Thursday, 12 April 2007

Wednesday 11 April 2007

see alan sugar,
that bloke off the apprentice.
he’s sid james, he is!

Before I became the rational person that I am today I was, for a short time, a worshipper of Parasettamol, the Aztec God of Camouflage Vests. It seemed as good a religion as any to join since the probability of his existence would be exactly the same as any other deity. Added to that there was the added advantage that, with very few members, there was plenty of choice when it came to finding a seat at the semi-regular services.
Since then, thankfully, I’ve seen reason, most of the time. My stance, I suppose, is one of probabilistic agnosticism, since I will not believe something unless it has been proven to my personal satisfaction. It’s an Occam’s Razor approach. I do not know how to go about proving that the Earth goes round the Sun, but I am assured that it does, and, if I am very determined to know how we know it does, I’m sure I could find out.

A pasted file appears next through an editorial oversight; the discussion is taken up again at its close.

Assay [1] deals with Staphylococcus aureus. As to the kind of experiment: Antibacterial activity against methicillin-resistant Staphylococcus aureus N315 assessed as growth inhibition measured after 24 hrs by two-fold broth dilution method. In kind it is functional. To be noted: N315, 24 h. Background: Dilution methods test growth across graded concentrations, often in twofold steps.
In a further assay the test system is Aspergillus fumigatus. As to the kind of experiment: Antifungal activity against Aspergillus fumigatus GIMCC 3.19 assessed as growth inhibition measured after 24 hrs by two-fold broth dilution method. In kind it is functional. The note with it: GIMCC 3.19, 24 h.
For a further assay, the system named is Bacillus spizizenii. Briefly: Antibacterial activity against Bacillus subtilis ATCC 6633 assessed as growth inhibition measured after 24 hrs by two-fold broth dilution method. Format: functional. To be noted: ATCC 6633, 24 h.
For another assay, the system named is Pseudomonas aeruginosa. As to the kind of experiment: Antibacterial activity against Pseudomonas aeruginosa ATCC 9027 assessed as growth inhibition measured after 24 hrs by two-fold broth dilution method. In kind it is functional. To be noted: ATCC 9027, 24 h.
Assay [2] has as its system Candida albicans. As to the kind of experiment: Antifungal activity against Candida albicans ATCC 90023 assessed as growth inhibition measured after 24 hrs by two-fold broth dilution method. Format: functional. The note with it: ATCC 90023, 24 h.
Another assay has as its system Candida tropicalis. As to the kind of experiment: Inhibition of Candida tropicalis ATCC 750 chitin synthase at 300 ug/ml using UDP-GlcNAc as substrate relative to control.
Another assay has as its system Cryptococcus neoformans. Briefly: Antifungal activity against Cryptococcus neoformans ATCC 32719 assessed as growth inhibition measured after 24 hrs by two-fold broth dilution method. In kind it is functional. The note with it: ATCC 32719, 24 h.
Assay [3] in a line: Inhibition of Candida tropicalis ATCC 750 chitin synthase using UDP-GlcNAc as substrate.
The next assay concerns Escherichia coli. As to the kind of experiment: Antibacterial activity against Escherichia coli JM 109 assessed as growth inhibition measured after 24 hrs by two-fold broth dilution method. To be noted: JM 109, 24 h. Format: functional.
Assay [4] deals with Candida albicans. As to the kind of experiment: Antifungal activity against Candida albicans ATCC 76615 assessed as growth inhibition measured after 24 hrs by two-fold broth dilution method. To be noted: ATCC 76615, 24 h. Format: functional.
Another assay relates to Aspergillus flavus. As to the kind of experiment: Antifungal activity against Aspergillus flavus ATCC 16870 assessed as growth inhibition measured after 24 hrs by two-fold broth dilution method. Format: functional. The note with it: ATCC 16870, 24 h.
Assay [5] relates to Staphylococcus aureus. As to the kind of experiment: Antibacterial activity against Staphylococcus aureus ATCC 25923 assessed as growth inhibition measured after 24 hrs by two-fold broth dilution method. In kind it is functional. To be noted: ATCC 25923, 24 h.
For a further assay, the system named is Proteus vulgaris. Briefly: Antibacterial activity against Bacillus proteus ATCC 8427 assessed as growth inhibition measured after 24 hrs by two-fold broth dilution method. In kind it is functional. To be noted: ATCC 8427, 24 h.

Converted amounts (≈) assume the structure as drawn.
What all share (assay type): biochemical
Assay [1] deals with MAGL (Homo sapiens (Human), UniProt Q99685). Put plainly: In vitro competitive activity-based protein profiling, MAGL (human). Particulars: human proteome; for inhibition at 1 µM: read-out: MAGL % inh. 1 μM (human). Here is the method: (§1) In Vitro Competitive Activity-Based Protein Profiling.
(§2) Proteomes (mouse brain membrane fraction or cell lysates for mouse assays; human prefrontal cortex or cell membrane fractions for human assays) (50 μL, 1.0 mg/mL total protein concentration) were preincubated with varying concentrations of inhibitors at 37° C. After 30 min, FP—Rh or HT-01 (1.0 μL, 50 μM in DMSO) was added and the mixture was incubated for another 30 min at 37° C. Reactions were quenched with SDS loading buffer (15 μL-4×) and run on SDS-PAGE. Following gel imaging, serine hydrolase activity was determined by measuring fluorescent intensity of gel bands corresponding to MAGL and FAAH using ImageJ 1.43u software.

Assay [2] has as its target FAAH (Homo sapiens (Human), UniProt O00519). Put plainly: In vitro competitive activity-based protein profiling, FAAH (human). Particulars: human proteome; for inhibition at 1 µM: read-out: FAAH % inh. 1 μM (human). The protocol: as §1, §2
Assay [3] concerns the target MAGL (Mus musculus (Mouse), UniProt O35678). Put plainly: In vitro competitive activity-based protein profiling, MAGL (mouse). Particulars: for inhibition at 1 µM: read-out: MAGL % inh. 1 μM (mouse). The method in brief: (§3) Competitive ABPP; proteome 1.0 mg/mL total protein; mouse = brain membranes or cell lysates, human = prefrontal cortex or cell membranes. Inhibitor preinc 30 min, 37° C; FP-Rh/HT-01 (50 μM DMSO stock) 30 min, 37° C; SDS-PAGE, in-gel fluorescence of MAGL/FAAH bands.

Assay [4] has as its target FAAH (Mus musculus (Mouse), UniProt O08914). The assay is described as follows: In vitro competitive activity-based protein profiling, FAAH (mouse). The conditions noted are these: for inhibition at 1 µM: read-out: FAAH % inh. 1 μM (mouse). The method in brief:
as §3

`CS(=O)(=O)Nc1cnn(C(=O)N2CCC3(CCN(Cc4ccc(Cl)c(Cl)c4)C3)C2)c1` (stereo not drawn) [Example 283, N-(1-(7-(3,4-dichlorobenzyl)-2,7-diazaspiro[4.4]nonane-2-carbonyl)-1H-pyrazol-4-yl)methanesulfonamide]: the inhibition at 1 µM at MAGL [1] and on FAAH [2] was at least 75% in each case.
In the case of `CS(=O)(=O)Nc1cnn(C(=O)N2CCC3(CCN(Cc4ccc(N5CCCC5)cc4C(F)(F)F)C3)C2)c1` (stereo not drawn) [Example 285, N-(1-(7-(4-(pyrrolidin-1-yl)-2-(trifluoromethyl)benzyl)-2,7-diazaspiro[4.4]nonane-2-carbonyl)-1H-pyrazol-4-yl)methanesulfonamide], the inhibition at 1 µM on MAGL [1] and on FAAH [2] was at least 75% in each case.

Galileo, who would no doubt be a member of the Rational Party were he still with us, had worked out for himself, following the work of Copernicus, that the Earth went round the Sun, but as the Church at the time did not believe in a heliocentric universe, Galileo was tried for heresy by the Inquisition and sentenced to life imprisonment in 1633; a Christian act which cost Galileo his life, since, being old and infirm, he died in prison.
We haven’t actually come that far in terms of rational thought in the last four hundred years. In the Middle East the concept of Evolution is, if not unknown, treated as a joke, whereas in parts of America, where some schoolchildren are taught that the Earth is only six thousand years old, Evolution is thought of as Satan’s theory, designed to make people deny God.
This would be funny if it weren’t so tragic.
As if to demonstrate to me the chaotic nature of existence, the District Line suffered signal failures as I was on my way home, and delayed my arrival at Marks and Spencers. I would love to be able to explain the significance of this in terms of quantum mechanics, but I’m afraid it wouldn’t make a lot of sense, much like Naomi Campbell’s novel or anything that Jodie Marsh says.

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